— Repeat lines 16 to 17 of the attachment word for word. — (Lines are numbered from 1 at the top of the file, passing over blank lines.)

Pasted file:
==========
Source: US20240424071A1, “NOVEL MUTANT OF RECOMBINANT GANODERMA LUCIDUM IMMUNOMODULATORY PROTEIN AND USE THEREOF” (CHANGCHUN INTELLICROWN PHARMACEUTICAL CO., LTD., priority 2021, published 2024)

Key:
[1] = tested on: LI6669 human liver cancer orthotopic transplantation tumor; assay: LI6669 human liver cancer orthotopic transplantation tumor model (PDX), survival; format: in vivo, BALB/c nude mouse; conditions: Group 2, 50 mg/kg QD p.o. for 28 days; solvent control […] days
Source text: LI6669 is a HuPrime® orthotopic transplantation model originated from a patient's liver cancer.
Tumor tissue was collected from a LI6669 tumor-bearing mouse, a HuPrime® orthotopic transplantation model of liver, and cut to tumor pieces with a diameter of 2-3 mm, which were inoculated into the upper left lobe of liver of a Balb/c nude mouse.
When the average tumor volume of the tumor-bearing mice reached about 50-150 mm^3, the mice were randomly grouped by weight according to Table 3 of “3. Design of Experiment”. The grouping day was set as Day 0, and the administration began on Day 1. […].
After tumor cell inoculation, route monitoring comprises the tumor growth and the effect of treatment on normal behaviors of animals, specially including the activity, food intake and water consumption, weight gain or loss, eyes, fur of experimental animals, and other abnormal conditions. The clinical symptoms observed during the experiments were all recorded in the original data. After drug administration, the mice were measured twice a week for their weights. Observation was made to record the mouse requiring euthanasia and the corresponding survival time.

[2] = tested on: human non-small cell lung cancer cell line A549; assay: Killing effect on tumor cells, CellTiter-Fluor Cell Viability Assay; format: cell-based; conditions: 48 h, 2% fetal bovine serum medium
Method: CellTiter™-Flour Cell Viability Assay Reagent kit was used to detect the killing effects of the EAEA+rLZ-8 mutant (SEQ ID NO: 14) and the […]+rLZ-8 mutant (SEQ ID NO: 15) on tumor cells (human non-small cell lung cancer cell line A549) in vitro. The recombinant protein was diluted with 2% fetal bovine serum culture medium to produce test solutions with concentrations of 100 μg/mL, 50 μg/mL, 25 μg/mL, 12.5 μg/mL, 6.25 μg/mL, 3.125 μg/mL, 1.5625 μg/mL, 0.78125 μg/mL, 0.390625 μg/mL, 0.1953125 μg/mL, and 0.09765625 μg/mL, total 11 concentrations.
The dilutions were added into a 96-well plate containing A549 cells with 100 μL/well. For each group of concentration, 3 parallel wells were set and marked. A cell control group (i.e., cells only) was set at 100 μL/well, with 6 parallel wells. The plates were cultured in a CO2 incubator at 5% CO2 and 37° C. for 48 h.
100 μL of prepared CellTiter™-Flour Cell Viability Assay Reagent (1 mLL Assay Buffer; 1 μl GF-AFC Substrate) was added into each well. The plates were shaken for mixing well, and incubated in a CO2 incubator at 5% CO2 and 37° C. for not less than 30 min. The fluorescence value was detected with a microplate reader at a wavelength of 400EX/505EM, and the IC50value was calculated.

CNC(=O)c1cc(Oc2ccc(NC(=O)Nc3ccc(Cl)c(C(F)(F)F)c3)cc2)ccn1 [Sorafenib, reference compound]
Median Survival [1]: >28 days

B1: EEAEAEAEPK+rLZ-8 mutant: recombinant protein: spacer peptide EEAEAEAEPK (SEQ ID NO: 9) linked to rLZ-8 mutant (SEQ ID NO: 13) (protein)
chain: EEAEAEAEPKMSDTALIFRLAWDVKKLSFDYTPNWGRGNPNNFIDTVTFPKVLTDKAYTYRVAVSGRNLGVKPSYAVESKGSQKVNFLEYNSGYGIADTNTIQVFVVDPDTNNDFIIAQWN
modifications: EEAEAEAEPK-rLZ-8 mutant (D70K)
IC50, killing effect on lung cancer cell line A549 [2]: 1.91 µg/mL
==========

modifications: EEAEAEAEPK-rLZ-8 mutant (D70K)
IC50, killing effect on lung cancer cell line A549 [2]: 1.91 µg/mL